Sephiroth thought about saying I'm sorry, but he liked to think he was usually not quite that foolish. "They're beautiful," he murmured instead, looking down at the white bell-shaped flower nudging his boot.
Cloud took a deep breath, as if gathering his strength. "Yeah." He turned, brushing past Sephiroth's shoulder on his way back out the door. "You'd better stay here for now. I don't want to bring you by the bar until Tifa's had a chance to get used to the idea of you being alive."
"The woman I need to meet," Sephiroth guessed.
"Yeah." Cloud shook some of the travel dust from his clothes, ran a hand through his hair - it didn't make it any less disorderly, but Sephiroth didn't think much would. "I'll be back soon."
Sephiroth watched him leave, pushing the door closed behind him. He was still watching, a few seconds later, when Cloud re-entered the church backwards, bullied by a brown-haired woman in high dudgeon. Cloud keeps his promises, Sephiroth found himself thinking again, but this time it was with a smile he had to work to hide.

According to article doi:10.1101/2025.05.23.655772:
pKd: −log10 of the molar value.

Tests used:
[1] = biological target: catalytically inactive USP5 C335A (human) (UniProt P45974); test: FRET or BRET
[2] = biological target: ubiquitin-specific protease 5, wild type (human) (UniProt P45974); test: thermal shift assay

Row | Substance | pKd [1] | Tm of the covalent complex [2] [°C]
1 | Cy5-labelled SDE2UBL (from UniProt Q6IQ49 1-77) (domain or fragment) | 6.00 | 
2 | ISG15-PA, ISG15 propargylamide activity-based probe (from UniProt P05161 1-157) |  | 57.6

"No, idiot, I know because Barret called me to warn me," the woman was rapping out, both fists wrapped in Cloud's shirt. "What were you planning, to not tell me until you invited him over for dinner?"
"Tifa," Cloud protested, and Sephiroth thought, Ah.
"Don't you 'Tifa' me! After everything that's happened, everything he did-!" Tifa seemed to run dry of words long before she ran out of anger. She balled up a fist and smacked Cloud in the chest, not hard, but loudly. "Idiot," she repeated, thick-voiced and smacked him again. Although she would have a hard time doing any real damage to Cloud, not being a Soldier herself - Sephiroth had feared she was, but her eyes were a reassuringly normal brown, and their brightness was only anger, not Mako - her hits landed with the accuracy of a professional and Cloud was doing nothing to defend himself.
Sephiroth steeled himself. "Excuse me."
Tifa turned her glare on him with full force, and Sephiroth almost faltered. There was no fear in the woman's eyes, but past the anger Sephiroth thought he recognized a profound, dearly-held grief. Grief that I caused. Bowing to the inevitable, Sephiroth inclined his head to her. "I believe I would be a more satisfying target."
Brown eyes glared fiercely into his own. Tifa let Cloud go, stalked up to him, and drew her arm back.